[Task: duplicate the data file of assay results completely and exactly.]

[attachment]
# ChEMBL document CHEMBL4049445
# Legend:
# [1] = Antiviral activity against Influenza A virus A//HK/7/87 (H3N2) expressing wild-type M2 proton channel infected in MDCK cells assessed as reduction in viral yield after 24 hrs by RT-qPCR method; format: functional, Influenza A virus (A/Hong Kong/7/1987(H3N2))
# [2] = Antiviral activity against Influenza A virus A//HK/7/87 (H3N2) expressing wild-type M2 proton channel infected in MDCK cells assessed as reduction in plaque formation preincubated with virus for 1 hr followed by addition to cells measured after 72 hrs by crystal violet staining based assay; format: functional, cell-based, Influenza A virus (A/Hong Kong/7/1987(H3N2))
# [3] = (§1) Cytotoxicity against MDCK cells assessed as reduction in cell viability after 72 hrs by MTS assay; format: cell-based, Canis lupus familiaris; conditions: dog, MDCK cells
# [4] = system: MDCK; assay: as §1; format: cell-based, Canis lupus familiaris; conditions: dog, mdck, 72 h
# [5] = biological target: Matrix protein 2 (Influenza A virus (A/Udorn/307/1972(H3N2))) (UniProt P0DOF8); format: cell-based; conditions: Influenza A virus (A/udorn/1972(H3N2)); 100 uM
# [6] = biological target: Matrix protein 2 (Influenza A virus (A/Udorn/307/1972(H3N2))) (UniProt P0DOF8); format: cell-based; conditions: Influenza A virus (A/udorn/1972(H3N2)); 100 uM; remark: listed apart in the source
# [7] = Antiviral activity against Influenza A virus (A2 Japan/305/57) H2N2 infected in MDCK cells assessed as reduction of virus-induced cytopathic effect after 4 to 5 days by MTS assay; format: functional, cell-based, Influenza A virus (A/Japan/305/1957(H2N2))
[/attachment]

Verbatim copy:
# ChEMBL document CHEMBL4049445
# Legend:
# [1] = Antiviral activity against Influenza A virus A//HK/7/87 (H3N2) expressing wild-type M2 proton channel infected in MDCK cells assessed as reduction in viral yield after 24 hrs by RT-qPCR method; format: functional, Influenza A virus (A/Hong Kong/7/1987(H3N2))
# [2] = Antiviral activity against Influenza A virus A//HK/7/87 (H3N2) expressing wild-type M2 proton channel infected in MDCK cells assessed as reduction in plaque formation preincubated with virus for 1 hr followed by addition to cells measured after 72 hrs by crystal violet staining based assay; format: functional, cell-based, Influenza A virus (A/Hong Kong/7/1987(H3N2))
# [3] = (§1) Cytotoxicity against MDCK cells assessed as reduction in cell viability after 72 hrs by MTS assay; format: cell-based, Canis lupus familiaris; conditions: dog, MDCK cells
# [4] = system: MDCK; assay: as §1; format: cell-based, Canis lupus familiaris; conditions: dog, mdck, 72 h
# [5] = biological target: Matrix protein 2 (Influenza A virus (A/Udorn/307/1972(H3N2))) (UniProt P0DOF8); format: cell-based; conditions: Influenza A virus (A/udorn/1972(H3N2)); 100 uM
# [6] = biological target: Matrix protein 2 (Influenza A virus (A/Udorn/307/1972(H3N2))) (UniProt P0DOF8); format: cell-based; conditions: Influenza A virus (A/udorn/1972(H3N2)); 100 uM; remark: listed apart in the source
# [7] = Antiviral activity against Influenza A virus (A2 Japan/305/57) H2N2 infected in MDCK cells assessed as reduction of virus-induced cytopathic effect after 4 to 5 days by MTS assay; format: functional, cell-based, Influenza A virus (A/Japan/305/1957(H2N2))